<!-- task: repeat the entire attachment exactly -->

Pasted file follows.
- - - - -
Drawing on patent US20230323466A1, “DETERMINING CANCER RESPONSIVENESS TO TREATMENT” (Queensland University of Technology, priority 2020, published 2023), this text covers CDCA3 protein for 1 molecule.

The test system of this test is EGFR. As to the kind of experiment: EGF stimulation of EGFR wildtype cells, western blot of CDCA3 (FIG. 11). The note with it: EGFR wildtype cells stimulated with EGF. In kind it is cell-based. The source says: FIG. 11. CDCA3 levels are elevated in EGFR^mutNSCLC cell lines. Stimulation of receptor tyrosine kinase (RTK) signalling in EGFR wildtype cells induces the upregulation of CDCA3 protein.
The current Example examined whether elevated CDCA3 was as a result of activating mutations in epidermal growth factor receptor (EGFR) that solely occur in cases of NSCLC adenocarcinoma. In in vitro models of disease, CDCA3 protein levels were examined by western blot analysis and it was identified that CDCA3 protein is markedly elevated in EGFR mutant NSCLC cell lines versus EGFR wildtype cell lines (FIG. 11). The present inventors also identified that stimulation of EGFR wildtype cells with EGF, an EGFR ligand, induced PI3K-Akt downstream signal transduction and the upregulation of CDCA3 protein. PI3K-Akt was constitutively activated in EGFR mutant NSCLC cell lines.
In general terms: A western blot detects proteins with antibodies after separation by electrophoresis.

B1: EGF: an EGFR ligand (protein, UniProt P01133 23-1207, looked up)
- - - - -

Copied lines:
Drawing on patent US20230323466A1, “DETERMINING CANCER RESPONSIVENESS TO TREATMENT” (Queensland University of Technology, priority 2020, published 2023), this text covers CDCA3 protein for 1 molecule.

The test system of this test is EGFR. As to the kind of experiment: EGF stimulation of EGFR wildtype cells, western blot of CDCA3 (FIG. 11). The note with it: EGFR wildtype cells stimulated with EGF. In kind it is cell-based. The source says: FIG. 11. CDCA3 levels are elevated in EGFR^mutNSCLC cell lines. Stimulation of receptor tyrosine kinase (RTK) signalling in EGFR wildtype cells induces the upregulation of CDCA3 protein.
The current Example examined whether elevated CDCA3 was as a result of activating mutations in epidermal growth factor receptor (EGFR) that solely occur in cases of NSCLC adenocarcinoma. In in vitro models of disease, CDCA3 protein levels were examined by western blot analysis and it was identified that CDCA3 protein is markedly elevated in EGFR mutant NSCLC cell lines versus EGFR wildtype cell lines (FIG. 11). The present inventors also identified that stimulation of EGFR wildtype cells with EGF, an EGFR ligand, induced PI3K-Akt downstream signal transduction and the upregulation of CDCA3 protein. PI3K-Akt was constitutively activated in EGFR mutant NSCLC cell lines.
In general terms: A western blot detects proteins with antibodies after separation by electrophoresis.

B1: EGF: an EGFR ligand (protein, UniProt P01133 23-1207, looked up)